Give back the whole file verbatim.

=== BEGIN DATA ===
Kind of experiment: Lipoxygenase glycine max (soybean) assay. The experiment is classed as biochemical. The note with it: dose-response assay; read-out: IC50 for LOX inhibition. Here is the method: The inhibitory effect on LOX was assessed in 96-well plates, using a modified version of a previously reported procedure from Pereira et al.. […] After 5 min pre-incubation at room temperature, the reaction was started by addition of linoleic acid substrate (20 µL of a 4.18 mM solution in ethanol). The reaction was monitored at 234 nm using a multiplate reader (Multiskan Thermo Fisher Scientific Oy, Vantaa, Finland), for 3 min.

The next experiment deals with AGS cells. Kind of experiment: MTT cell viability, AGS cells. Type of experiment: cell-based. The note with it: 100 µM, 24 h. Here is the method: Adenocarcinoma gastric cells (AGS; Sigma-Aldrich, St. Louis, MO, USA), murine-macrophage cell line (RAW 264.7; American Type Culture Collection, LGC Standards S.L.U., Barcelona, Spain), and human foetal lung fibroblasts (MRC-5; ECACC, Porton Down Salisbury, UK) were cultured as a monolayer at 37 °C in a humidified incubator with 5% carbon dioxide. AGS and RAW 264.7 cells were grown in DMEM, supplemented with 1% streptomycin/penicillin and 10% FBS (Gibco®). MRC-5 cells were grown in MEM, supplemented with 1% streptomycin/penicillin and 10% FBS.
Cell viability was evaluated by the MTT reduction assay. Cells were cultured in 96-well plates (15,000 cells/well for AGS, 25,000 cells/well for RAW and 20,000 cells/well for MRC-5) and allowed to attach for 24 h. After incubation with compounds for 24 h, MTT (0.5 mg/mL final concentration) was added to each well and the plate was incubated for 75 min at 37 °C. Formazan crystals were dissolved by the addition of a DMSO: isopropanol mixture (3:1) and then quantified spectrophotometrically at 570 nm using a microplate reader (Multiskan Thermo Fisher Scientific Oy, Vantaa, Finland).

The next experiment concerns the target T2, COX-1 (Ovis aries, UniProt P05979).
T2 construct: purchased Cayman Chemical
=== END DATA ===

Kind of experiment: Lipoxygenase glycine max (soybean) assay. The experiment is classed as biochemical. The note with it: dose-response assay; read-out: IC50 for LOX inhibition. Here is the method: The inhibitory effect on LOX was assessed in 96-well plates, using a modified version of a previously reported procedure from Pereira et al.. […] After 5 min pre-incubation at room temperature, the reaction was started by addition of linoleic acid substrate (20 µL of a 4.18 mM solution in ethanol). The reaction was monitored at 234 nm using a multiplate reader (Multiskan Thermo Fisher Scientific Oy, Vantaa, Finland), for 3 min.

The next experiment deals with AGS cells. Kind of experiment: MTT cell viability, AGS cells. Type of experiment: cell-based. The note with it: 100 µM, 24 h. Here is the method: Adenocarcinoma gastric cells (AGS; Sigma-Aldrich, St. Louis, MO, USA), murine-macrophage cell line (RAW 264.7; American Type Culture Collection, LGC Standards S.L.U., Barcelona, Spain), and human foetal lung fibroblasts (MRC-5; ECACC, Porton Down Salisbury, UK) were cultured as a monolayer at 37 °C in a humidified incubator with 5% carbon dioxide. AGS and RAW 264.7 cells were grown in DMEM, supplemented with 1% streptomycin/penicillin and 10% FBS (Gibco®). MRC-5 cells were grown in MEM, supplemented with 1% streptomycin/penicillin and 10% FBS.
Cell viability was evaluated by the MTT reduction assay. Cells were cultured in 96-well plates (15,000 cells/well for AGS, 25,000 cells/well for RAW and 20,000 cells/well for MRC-5) and allowed to attach for 24 h. After incubation with compounds for 24 h, MTT (0.5 mg/mL final concentration) was added to each well and the plate was incubated for 75 min at 37 °C. Formazan crystals were dissolved by the addition of a DMSO: isopropanol mixture (3:1) and then quantified spectrophotometrically at 570 nm using a microplate reader (Multiskan Thermo Fisher Scientific Oy, Vantaa, Finland).

The next experiment concerns the target T2, COX-1 (Ovis aries, UniProt P05979).
T2 construct: purchased Cayman Chemical